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Saturday, July 12, 2008

First thought, best thought

Yesterday my iPod came up with Bob Dylan's "I Pity The Poor Immigrant". I think it's one of my favourite records of any sort. I've played that one song about five times since and even tooled about with the chords on the guitar. Last night I looked out the album "John Wesley Harding" and played it all the way through.

I love the words - particularly that line about "his gladness comes to pass". You can't separate that from the singing, which is his most restrained and precise. He hits a frequency here that he never quite hit again. But there's something more than that. "John Wesley Harding" stills falls upon the ear as a blessed relief.

It was 1967. He'd written the songs in Woodstock that summer. He recorded them in Nashville. But that doesn't tell the whole story. I read here that he recorded the whole album in just three sessions of three hours each. That's what a union session was in those days. Three hours. Most of the time there were just two other musicians in the studio, drummer Kenny Buttrey and bassist Charlie McCoy. They don't really play like a rhythm section, not as we've come to understand it. Buttrey is accenting the songs rather than driving them.

Between the second and third sessions Dylan asked Robbie Roberston and Garth Hudson to think about overdubbing the tracks. They listened and couldn't hear a way they could be improved. So they were left alone. Forty years later it's still the most persuasive argument for the view that records increase in quality in inverse proportion to the amount of time spent recording them.

If you want to hear "Immigrant", it's here.

6 comments:

  1. Writer Clinton Heylin points out that Dylan took the same amount of studio time to record his entire output up to and including 1975's Desire as The Beatles did to record Sgt Pepper. John Wesley Harding, Planet Waves, the original acetate of Blood On The Tracks: all knocked out in less than a week apiece.

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  2. Rosey Konk1:04 pm

    And my ears tell me Sgt Pepper is the better album.

    Dylan is often better covered than in the original. Obvious examples being Hendrix's All Along the Watchtower - is there a more exciting guitar intro in rock? Even Axl Rose brought a Exorcist-voiced energy to Knocking on Heaven's Door.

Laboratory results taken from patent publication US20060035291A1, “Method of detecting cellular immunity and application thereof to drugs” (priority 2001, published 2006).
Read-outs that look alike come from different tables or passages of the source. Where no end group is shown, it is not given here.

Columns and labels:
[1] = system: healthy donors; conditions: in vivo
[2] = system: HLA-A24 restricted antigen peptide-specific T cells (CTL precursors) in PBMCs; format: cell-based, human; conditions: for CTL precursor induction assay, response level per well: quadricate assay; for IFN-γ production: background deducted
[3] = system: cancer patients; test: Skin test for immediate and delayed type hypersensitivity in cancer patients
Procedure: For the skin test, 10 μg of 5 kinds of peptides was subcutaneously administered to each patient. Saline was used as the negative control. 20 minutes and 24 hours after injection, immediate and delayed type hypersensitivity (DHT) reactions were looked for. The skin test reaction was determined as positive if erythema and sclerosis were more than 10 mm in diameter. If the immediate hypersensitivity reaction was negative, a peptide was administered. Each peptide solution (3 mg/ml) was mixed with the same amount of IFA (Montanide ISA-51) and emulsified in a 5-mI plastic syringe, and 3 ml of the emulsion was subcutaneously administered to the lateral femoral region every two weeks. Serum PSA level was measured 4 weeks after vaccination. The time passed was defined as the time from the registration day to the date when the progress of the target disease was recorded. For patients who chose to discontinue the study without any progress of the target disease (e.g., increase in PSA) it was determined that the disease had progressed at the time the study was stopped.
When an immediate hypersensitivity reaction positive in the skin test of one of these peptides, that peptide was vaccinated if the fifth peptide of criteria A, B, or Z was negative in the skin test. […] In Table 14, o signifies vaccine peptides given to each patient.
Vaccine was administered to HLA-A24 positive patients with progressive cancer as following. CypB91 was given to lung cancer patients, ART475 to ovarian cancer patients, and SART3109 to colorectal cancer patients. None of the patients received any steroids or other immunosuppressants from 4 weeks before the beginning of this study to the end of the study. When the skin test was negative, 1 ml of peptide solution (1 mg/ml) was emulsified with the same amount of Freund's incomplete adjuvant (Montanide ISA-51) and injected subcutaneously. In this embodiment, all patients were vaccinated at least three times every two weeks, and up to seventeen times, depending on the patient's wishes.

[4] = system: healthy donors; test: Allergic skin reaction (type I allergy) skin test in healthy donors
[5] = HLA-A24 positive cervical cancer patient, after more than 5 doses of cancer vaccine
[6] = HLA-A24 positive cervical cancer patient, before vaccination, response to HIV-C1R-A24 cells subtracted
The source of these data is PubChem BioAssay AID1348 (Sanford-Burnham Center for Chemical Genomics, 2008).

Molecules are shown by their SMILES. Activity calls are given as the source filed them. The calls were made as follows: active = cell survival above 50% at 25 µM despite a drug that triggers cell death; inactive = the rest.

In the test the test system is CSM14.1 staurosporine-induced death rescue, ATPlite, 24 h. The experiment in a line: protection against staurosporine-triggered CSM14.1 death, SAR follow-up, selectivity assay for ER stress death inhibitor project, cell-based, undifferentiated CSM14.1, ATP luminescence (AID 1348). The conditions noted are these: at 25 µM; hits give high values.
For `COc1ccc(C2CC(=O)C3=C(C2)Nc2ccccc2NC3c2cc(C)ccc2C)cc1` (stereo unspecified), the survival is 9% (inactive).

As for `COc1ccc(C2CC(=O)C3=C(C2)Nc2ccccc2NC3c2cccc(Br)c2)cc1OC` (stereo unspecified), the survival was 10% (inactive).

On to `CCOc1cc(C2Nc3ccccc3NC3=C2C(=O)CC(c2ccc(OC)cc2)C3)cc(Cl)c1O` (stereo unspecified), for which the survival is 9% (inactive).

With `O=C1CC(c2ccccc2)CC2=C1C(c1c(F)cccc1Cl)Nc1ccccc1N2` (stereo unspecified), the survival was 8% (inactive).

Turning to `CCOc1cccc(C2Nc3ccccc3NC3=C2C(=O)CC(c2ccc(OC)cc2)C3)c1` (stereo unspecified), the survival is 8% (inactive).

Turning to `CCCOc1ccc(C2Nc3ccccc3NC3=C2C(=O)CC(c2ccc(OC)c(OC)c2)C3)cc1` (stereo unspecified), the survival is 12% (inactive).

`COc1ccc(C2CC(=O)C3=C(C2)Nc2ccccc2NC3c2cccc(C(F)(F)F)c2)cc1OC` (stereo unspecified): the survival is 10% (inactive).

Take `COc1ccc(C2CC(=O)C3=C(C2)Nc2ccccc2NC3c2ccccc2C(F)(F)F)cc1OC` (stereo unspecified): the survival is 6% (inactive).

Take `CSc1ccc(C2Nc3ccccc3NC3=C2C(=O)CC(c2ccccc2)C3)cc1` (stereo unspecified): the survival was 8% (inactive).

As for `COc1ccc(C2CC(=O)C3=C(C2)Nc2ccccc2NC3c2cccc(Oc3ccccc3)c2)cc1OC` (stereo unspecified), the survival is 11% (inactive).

Maybe Dylan should have spent more time in the studio making his unquestionably good song-writing actually sound better?

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  3. Some great music is made in the studio (Ok Computer, Dark side of the moon etc) some is rawer and more natural. Theres no point comparing them.

    As Duke Ellington said, theres only two types of music: music you like and music you dont like.

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  4. One of the great Dylan albums. I never tire of JWH. Its just intriguing on so many levels.

    When you listen to all the "basement recordings" leading up to the recording of this album there is not a hint of what is to come on JWH.

    The economy of language in the lyrics, touched with biblical references throughout, that make the songs seem like parables.

    The fact that there is not one chorus on the whole album (the songs don't need any).

    The bass & drums performed with a deftness and lightness of touch that doesn't need to brag.

    Haven't a clue how this alchemy comes together when it fails so many other times but I suppose that's what makes music interesting.

    And, in my personal opinion, for all its (apparent) simplicity, a far greater album than Sgt. Peppers.

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  5. JWH is a great album.

    I agree broadly with the point about the quality = 1/time spent in studio relationship, but I think there are bands like Kraftwerk and Pink Floyd who are exceptions.

    The first 2 Black Sabbath albums apparently took, respectively, 3 days and 2 weeks to record, yet they created a whole genre. By the time Ozzy left at the end of the 70s, they were spending months in the studio and sounding increasingly like Supertramp.

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  6. certain albums could never have been made anywhere but the studio. Pet Sounds being the most obvious example. A much better album than Sergeant Pepper in my opinion, and as highly influential as any of the later Beatles albums. Love Bob Dylan also and his low-tech approach, but I feel need to compare them. It might make for an interesting journalistic exercise, but in my view, beyond that, has little purpose. Like those top 100 programmes.

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